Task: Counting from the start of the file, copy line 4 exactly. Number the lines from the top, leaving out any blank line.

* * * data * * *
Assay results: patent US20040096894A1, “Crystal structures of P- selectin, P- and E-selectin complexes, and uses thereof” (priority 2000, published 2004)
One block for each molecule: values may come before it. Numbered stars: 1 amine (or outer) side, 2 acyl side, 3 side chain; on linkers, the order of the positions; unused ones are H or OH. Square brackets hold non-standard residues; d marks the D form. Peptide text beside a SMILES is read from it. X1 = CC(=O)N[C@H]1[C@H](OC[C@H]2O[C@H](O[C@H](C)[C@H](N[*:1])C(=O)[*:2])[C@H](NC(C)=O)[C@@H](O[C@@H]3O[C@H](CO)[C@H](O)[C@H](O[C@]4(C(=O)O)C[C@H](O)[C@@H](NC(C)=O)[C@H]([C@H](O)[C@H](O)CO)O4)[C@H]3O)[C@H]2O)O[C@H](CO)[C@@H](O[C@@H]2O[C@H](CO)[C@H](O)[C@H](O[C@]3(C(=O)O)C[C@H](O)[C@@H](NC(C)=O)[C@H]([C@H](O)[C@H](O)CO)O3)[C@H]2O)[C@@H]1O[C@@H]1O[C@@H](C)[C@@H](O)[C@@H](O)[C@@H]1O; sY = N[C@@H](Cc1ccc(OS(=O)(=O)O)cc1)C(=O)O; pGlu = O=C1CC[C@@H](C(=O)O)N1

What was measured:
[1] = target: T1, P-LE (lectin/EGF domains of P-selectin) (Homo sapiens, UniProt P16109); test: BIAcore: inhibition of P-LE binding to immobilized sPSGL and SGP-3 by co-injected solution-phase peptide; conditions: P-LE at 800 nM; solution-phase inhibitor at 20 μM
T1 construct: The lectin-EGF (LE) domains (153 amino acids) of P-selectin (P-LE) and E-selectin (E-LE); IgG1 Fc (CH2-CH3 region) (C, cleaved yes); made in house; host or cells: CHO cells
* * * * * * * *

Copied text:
[1] = target: T1, P-LE (lectin/EGF domains of P-selectin) (Homo sapiens, UniProt P16109); test: BIAcore: inhibition of P-LE binding to immobilized sPSGL and SGP-3 by co-injected solution-phase peptide; conditions: P-LE at 800 nM; solution-phase inhibitor at 20 μM